From a nondescript residential block in downtown Beirut, Jean Kassir and his journalistic collective – Megaphone – are producing some of the most dynamic journalism of Lebanon’s five-month uprising.
In a media landscape dominated by partisan journalism, Megaphone has become a trusted source for its critical take on the news and slick content that has outmatched its more established rivals.
“The majority of our team are volunteers. Many come to work with us after they have finished their day shift,” Kassir told The Listening Post’s Tariq Nafi. “The revolution was a major turning point. We used to produce two videos a month; during the first month of the revolution, we started producing two or three videos a day. Some on the team would work daily from noon until three or four in the morning. It is something I think we will never again experience in our lives.”
The uprising has brought together a cross-section of Lebanese society in a revolt against a political system defined by sectarian identity, which has failed to provide even the most basic services.
It has also revealed much about the shortcomings of Lebanon’s media outlets – too many of which are skewing their coverage – since they are split along the same lines as politicians.
“Given that the media is, by and large, run by politicians, political parties or businessmen with political ambitions, they have of course played a very important role in helping the elite reshape themselves,” journalist Kareem Chehayeb told us. “They’ve done so by trying to rebrand a lot of these politicians as reformists who have been obstructed by their political rivals.”
In Lebanon, just 12 families – most of them directly involved in politics – control close to 50 percent of the media. The remaining 50 percent of outlets are run by political parties or the state.
With so many media outlets so compromised by their ownership, journalism that confronts Lebanon’s ruling elite is more necessary than ever.
“It is very difficult for one to think about political change, without a fundamental change to people’s source of information,” says Kassir. “When journalism confronts and challenges the various official narratives put forward by the sects or the parties or the factions, then we can actually change the rules of the game in this country. So it is not a detail – the media is a fundamental pillar in this process, whose role is to deconstruct a regime that has lasted too long and cost the country too much.”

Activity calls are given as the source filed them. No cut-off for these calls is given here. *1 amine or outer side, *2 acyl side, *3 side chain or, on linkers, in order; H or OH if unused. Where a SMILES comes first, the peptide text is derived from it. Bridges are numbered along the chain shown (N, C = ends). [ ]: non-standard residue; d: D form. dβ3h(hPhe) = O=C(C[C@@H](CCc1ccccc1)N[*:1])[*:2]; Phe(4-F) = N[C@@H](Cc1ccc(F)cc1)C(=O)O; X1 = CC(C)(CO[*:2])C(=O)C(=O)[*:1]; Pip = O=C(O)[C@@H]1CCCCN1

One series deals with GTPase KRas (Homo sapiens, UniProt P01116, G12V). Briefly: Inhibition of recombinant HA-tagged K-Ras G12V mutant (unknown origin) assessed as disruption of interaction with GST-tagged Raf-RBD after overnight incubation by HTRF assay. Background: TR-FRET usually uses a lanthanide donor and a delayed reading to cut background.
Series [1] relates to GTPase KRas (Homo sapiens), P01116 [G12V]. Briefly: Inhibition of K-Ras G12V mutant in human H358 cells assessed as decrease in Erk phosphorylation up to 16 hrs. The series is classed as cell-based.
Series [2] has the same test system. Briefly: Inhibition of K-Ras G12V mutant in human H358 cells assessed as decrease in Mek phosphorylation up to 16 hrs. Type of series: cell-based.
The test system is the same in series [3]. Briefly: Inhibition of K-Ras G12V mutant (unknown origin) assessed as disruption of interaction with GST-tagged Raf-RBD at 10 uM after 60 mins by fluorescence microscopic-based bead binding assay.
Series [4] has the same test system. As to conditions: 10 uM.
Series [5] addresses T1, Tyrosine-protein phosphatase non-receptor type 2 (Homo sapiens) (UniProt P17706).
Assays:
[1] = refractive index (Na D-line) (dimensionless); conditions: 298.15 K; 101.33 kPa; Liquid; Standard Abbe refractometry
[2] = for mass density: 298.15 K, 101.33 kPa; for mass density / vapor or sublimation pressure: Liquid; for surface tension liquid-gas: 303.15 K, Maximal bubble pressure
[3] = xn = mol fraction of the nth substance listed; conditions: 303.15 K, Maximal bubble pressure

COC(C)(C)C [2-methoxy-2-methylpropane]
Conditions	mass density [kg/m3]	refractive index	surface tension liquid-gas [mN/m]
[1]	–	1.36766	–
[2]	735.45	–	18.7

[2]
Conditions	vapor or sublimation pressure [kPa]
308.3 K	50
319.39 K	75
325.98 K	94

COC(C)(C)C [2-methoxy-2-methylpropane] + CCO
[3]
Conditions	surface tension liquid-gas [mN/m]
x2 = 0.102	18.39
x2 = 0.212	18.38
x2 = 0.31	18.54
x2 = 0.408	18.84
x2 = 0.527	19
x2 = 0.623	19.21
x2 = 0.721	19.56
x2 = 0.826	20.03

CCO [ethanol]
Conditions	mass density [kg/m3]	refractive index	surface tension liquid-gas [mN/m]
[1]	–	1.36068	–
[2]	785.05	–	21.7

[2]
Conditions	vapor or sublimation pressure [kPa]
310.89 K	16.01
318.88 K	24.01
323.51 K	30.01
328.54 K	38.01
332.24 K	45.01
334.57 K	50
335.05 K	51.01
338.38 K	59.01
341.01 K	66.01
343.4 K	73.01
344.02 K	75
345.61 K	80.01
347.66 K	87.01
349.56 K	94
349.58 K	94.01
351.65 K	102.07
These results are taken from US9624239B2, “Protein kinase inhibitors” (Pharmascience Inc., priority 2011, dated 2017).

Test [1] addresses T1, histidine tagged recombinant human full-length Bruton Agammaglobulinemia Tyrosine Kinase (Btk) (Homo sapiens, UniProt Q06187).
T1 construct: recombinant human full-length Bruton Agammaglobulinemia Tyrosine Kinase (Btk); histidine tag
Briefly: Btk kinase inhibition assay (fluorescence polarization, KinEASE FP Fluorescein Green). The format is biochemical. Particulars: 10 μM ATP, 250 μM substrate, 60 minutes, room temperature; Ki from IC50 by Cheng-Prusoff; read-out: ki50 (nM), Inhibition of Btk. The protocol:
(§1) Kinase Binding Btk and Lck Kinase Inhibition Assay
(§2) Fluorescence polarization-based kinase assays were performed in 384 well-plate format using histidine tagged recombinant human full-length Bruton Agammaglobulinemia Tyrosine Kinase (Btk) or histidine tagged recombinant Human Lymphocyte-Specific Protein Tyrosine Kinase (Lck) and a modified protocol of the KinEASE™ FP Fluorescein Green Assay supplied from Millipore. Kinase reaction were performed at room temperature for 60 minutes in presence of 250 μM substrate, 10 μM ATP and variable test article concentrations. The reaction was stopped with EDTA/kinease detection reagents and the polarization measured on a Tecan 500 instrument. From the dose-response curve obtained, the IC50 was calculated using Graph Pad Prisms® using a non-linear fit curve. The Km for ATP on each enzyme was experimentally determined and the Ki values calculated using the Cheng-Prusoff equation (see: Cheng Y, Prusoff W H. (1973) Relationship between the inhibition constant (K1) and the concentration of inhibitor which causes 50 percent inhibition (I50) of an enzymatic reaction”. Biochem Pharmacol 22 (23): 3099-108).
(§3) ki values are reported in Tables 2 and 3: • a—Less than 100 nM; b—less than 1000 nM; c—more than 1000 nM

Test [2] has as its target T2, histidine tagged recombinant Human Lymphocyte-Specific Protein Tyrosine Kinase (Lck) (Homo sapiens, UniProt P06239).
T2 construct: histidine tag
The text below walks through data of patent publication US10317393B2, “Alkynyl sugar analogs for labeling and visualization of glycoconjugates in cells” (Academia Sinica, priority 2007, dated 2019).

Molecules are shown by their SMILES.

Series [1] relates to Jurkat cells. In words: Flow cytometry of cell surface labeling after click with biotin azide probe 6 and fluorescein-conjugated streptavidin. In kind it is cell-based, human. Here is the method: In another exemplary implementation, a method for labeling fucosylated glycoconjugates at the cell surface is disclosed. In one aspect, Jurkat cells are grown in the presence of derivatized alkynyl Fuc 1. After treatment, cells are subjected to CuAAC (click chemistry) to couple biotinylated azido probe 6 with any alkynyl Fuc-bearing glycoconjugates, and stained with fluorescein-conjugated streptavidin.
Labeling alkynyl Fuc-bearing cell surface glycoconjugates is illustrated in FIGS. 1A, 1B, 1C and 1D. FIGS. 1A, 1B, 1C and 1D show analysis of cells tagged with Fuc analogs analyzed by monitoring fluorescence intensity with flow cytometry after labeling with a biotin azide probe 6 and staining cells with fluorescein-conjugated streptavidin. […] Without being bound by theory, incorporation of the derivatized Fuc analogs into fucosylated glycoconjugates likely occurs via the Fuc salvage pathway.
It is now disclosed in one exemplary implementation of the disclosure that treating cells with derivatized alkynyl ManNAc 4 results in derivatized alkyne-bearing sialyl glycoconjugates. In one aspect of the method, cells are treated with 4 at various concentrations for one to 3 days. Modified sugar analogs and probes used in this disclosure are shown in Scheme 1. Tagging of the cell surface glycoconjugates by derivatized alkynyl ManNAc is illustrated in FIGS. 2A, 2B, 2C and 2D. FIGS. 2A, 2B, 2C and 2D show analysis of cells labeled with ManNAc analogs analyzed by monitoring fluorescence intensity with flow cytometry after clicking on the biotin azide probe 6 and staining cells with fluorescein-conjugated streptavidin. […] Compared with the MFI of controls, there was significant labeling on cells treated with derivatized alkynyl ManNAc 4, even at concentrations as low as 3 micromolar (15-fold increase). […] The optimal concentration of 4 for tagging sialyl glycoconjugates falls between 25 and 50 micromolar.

Jean Kassir – Managing Editor, Megaphone
Jamal Saleh – Creative Director, Megaphone
Kareem Chehayeb – Co-founder, The Public Source
Jad Abou Jaoudeh – Head of News, OTV
In This Story: Beirut
Beirut is the capital and largest city of Lebanon. No recent population census has been conducted, but 2007 estimates ranged from slightly more than 1 million to 2.2 million as part of Greater Beirut, which makes it the third-largest city in the Levant region and the fifteenth-largest in the Arab world.
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In This Story: Lebanon
The official language, Arabic, is the most common language spoken by the citizens of Lebanon. Its capital is Beirut.
Lebanon was a founding member of the United Nations in 1945 and is a member of the Arab League (1945), the Non-Aligned Movement (1961), Organisation of the Islamic Cooperation (1969), and the Organisation internationale de la francophonie (1973).